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Amplifying to the Perfect Volume for Live Events

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Amplifying to the Perfect Volume for Live Events

Understanding the audience, the client, and the tone of the event is essential in creating experiences s resonate.

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Here at Barbershop Films, we hold many strong convictions: each customer is a VIP and will be treated as such; dandelions are edible and under-utilized as side dishes; Sartre’s ideas of conformity versus authenticity in Being and Nothingness are a bit undercooked; and there’s definitely aliens in Roswell – these being a few of our most entrenched.


We also believe that the atmosphere and design of any event or gathering can be greatly heightened by a thoughtfully constructed video to share with your attendees (regardless of how many glasses of bubbly and cucumber sandwiches they’ve managed to throw back). Barbershop Films has been fortunate to produce creative and emotionally moving content for a wide range of live events, galas, award shows, openings, and fundraisers. We have worked with organizations like Audi Downtown Vancouver, the BC Children’s Hospital, the International Parkinson and Movement Disorder Society, and WBM Technologies to create cinematic and poignant moments at their events.


“Getting a great video for an event requires more than just creating a video in a vacuum. We have to consider the context of the audience and the event, what comes before and after the video, and truly what type of experience they are trying to create,” said Derek Baxter, Senior Producer with Barbershop Films.


“We have enough experience with producing kinds of videos that we know to ask the right questions, to really make sure the client is getting something that elevates the experience at their event.”

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Remember that James Bond or Mission: Impossible movie where Tom Craig/Daniel Cruise jumped off a gorgeous new building, wearing a gorgeous tux, and landed in a gorgeous car? (Which movie exactly? It doesn’t matter. It’s all of them). This was the inspiration for the cinematic heist video we created for the grand opening of Audi Downtown Vancouver. Our client, the Dilawri Automotive Group, wanted a standout video that not only made the grand opening feel like the world premiere of major movie but would also prove to the stakeholders present that our client knew how to properly treat their illustrious brand. So we wrote and shot a short heist film with the new building, beautiful cars, and an actor’s magnificent cheekbones, highly integrated into the Mission:Impossible style plot.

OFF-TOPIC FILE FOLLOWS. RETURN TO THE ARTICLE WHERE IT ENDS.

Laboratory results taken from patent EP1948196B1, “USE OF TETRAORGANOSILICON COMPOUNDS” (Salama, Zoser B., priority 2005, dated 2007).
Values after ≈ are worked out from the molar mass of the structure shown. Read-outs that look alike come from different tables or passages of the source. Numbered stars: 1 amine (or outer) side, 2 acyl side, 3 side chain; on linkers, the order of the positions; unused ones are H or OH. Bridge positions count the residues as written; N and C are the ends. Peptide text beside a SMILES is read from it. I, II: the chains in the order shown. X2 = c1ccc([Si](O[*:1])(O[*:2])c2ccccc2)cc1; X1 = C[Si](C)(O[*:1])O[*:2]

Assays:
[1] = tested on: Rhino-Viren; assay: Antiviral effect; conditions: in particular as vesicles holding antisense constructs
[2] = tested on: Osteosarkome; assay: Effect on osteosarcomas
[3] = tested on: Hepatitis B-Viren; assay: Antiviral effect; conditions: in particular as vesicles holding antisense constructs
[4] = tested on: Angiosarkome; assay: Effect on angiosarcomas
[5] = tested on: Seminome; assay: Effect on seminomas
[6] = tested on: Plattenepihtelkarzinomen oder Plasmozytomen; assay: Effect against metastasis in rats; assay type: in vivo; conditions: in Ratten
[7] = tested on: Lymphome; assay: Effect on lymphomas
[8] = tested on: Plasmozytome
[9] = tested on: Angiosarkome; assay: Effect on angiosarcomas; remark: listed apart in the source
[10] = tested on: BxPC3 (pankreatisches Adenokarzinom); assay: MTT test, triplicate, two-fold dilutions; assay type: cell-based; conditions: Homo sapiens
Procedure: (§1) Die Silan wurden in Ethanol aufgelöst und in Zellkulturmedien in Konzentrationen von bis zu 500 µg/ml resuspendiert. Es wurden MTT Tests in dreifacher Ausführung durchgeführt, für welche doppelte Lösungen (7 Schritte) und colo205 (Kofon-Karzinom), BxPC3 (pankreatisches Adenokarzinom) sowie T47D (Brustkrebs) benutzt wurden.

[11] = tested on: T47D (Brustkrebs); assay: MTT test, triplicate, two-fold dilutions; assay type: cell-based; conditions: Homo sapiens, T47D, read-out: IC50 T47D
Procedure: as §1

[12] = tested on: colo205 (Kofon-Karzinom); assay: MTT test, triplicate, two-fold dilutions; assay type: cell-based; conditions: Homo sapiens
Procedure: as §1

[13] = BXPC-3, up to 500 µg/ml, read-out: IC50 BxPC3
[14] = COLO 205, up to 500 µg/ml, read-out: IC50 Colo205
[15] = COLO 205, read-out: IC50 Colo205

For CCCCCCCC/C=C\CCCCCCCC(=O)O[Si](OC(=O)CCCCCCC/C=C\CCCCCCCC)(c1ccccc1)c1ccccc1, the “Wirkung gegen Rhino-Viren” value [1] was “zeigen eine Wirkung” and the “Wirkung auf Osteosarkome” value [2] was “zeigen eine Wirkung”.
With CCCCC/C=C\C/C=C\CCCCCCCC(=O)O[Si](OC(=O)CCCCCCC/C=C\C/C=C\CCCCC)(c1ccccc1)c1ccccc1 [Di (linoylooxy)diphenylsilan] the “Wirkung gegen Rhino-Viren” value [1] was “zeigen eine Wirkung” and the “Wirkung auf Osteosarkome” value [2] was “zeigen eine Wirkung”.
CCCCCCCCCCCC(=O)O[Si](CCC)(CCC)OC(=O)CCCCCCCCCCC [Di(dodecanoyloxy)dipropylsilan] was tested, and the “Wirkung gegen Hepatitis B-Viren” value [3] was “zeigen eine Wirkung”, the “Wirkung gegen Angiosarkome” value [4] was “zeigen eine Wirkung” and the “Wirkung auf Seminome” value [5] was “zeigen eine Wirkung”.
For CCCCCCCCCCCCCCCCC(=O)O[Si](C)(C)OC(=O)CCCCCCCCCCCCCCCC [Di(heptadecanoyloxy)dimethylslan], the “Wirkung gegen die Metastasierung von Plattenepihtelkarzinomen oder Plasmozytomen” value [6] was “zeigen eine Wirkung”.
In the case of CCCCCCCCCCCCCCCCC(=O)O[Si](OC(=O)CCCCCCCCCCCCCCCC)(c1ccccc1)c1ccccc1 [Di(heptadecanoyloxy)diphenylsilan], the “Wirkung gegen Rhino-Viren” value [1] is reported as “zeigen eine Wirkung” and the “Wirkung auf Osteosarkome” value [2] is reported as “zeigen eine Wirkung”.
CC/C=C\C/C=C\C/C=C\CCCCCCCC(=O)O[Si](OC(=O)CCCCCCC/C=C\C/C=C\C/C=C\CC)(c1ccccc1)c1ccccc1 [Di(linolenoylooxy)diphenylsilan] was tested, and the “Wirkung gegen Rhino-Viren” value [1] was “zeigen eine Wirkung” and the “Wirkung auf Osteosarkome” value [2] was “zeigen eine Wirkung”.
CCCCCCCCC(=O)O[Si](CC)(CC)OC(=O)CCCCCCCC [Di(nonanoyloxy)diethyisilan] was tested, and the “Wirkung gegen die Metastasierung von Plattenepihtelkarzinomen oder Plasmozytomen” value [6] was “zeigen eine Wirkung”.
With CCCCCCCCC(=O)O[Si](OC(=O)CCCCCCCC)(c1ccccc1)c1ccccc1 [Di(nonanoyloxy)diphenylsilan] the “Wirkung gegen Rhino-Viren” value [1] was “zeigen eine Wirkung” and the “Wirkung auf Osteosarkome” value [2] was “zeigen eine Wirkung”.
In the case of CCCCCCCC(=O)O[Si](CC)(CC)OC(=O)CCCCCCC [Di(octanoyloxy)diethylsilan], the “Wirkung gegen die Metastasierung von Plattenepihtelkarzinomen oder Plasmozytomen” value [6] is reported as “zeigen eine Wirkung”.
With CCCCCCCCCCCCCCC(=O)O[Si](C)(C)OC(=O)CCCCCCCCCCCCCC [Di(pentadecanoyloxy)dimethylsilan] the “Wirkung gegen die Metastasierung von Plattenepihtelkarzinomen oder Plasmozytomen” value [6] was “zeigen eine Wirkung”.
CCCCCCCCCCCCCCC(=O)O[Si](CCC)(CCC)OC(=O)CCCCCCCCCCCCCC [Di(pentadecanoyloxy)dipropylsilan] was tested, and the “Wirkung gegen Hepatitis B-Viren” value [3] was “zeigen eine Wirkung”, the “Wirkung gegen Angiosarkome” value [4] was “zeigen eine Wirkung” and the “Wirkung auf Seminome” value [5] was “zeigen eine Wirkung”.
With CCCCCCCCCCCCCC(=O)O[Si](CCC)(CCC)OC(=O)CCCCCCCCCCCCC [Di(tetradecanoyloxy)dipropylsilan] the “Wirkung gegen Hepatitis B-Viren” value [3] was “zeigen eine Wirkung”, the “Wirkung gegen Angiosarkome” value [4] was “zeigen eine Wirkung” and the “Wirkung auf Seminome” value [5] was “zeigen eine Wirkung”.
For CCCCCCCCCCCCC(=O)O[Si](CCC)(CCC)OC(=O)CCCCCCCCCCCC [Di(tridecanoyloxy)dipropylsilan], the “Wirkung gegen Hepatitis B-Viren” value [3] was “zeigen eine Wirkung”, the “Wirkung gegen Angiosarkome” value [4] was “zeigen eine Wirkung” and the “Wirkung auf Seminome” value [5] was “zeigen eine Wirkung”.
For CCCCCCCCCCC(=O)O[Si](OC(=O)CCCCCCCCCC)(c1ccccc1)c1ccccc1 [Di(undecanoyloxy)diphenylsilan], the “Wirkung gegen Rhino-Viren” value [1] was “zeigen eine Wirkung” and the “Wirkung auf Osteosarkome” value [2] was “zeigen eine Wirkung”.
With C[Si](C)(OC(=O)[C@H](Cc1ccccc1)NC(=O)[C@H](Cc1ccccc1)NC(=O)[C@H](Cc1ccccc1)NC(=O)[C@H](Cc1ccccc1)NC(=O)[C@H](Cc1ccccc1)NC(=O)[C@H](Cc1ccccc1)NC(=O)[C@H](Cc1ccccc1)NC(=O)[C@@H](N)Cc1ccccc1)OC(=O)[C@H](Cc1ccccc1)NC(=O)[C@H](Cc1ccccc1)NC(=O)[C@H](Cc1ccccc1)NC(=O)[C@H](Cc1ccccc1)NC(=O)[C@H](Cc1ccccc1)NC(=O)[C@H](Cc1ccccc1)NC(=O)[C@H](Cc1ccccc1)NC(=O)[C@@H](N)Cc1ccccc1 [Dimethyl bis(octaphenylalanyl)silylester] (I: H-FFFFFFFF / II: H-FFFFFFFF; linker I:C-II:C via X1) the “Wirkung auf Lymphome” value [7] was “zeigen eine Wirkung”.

“At these events, everyone in the room is talking and drinking cocktails, so we wanted to create something that really grabbed their attention,” said Baxter. “Something that felt like ‘I’m having an experience’. And something to show their own clients that they take this seriously.”

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And sometimes creativity is borne out of limitations. We were tasked with creating a ten-year anniversary video for the International Parkinson and Movement Disorder Society fundraiser, who hold a ‘video Olympics’ every year – celebrating the best videos that doctors and clinicians have created to share knowledge with the Parkinson and movement disorder community. For a room full of 2,500 physicians, we needed to create a banger of a video with the two doctors that host the fundraiser every year. The catch? Our two doctors would only be arriving the day before the event. Not exactly an Eyes Wide Shut level production schedule.


So, the day before the event, we shot the two doctors discussing the possibilities of the video over a pseudo Skype call, eventually landing on a Back to the Future parody. In the week before the event, we shot the DeLorean and ‘Doc Brown’ and ‘Marty’ characters with stand-ins. A near final edit was assembled before the two doctors even showed up for their day-before shoot. On the day of the event, as the video faded out, the two doctors seamlessly drove the DeLorean into the event space and emerged, dressed in character. And, we even asked Michael J. Fox to make a brief cameo in the video. Did he agree to it? No. No, he did not.


What a good event video boils down to, Doc, is having an intimate understanding of the client, the audience, and the event’s purpose. For the BC Children’s Hospital, we have produced a series of videos for their fundraising events – personal stories from patients and families that impart the utmost importance of the Children’s Hospital as a beacon of hope for the community.


“A pledge card or pamphlet can’t carry the emotion of a patient’s story, and what their family has gone through. And often, they can’t do it in-person because it’s such a vulnerable place,” said Baxter. “So we are able to have that emotion present at an event when it’s not possible otherwise. It can capture people’s attention in a way other things can’t.”

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